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Degrees Help Sacramento Medical Center Manager Streamline Patient Care

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(credit: Thinkstock)

(credit: Thinkstock)

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Sacramento.

The Sacramento metro area is home to a rapidly growing number of baby boomers, nearly 340,000 according to the 2011 U.S. Census. The opportunities for outdoor, community and cultural activities in the region encourage an active lifestyle and offer plenty of mental stimulus for locals born from 1946 to 1964. Meeting the health needs for this dynamic generation leads to a high demand for registered nurses and highly skilled administrators.

Education has had a profound impact on Patricia Rodriguez, senior vice president and area manager for Kaiser Permanente South Sacramento Medical Center and Medical Offices. After getting her associate’s degree and registered nurse license in Rodriguez’s native country of Canada. She then became an emergency room charge nurse at Kaiser in Honolulu and also did claims management there. Rodriguez ultimately earned her bachelor’s and master’s degrees, focusing on business and health care administration.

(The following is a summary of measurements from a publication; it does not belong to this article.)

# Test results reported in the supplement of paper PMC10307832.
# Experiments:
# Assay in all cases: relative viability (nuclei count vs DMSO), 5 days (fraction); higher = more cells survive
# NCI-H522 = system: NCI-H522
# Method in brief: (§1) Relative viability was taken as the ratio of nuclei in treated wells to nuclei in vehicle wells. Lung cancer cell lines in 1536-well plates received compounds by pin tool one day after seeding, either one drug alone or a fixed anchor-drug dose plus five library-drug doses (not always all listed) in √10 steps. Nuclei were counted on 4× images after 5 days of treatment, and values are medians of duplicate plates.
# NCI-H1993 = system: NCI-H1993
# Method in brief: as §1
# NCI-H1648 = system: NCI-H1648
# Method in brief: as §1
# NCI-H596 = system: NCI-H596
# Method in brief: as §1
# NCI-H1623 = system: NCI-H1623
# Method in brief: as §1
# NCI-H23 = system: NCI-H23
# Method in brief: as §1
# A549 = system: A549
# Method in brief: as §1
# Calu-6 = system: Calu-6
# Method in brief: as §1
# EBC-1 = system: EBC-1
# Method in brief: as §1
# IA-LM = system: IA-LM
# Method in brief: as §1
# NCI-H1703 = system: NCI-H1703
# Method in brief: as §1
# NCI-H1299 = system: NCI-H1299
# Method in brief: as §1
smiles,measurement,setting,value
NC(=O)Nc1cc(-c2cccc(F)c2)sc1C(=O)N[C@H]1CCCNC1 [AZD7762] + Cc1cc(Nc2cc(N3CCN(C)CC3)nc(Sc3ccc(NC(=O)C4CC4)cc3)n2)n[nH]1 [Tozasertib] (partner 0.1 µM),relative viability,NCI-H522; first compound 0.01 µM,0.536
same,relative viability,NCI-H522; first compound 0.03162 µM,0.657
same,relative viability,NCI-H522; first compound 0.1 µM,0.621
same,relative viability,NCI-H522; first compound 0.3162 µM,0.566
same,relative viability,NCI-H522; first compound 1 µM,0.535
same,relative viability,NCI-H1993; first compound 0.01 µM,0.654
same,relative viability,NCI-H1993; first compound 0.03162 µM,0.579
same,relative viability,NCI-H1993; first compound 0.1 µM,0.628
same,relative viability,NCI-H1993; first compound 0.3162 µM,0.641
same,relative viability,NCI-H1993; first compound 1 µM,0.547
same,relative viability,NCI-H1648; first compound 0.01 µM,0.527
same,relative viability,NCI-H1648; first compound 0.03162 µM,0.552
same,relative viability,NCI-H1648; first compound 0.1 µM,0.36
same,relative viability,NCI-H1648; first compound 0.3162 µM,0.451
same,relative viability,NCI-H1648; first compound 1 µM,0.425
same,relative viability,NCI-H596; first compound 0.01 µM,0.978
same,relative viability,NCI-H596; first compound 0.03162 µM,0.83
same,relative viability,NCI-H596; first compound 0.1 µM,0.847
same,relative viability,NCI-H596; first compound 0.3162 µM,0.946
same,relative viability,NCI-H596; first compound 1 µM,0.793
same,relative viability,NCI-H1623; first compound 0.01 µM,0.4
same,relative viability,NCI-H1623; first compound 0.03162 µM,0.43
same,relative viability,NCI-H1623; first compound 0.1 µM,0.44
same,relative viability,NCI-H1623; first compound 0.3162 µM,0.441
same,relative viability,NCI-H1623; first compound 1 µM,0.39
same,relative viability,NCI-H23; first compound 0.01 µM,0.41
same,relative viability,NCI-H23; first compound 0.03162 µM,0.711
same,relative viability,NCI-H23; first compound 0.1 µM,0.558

Patricia Rodriguez, senior vice president and area manager, Kaiser Permanente South Sacramento Medical Center and Medical Offices (photo courtesy of Patricia Rodriguez)

Patricia Rodriguez, senior vice president and area manager, Kaiser Permanente South Sacramento Medical Center and Medical Offices (photo courtesy of Patricia Rodriguez)

Did your clinical training offer benefits beyond learning hands-on skills?

During her schooling, Rodriguez developed a “clinical mindset” that has helped in many ways throughout her career. “Keeping patients at the center of your decision making is the most important thing,” she says.

How has your business degree impacted your career?

“First, it was instrumental in making me take that step from clinical into planning,” says Rodriguez. Her business coursework also focused on developing advanced skills in leadership and organizational management. Learning “systems of accountability” has proven invaluable in developing and streamlining processes and helping her staff and overall organization thrive.

Did the overall environment of higher education help you in your career?

Rodriguez says that her clinical training in particular included a “relationship-based culture,” instilling a mindset of cooperation and collaboration. She also found very positive role models in the environment, whose examples helped shape her into the leader she is today. Rodriguez remains dedicated to longterm mentoring of others “because of how my mentors helped me.”

Valerie Heimerich is a freelance writer out of Sacramento. She typically covers animals and community issues. She has volunteered and worked for many organizations helping animals and people.
Her work can be found at Examiner.com.

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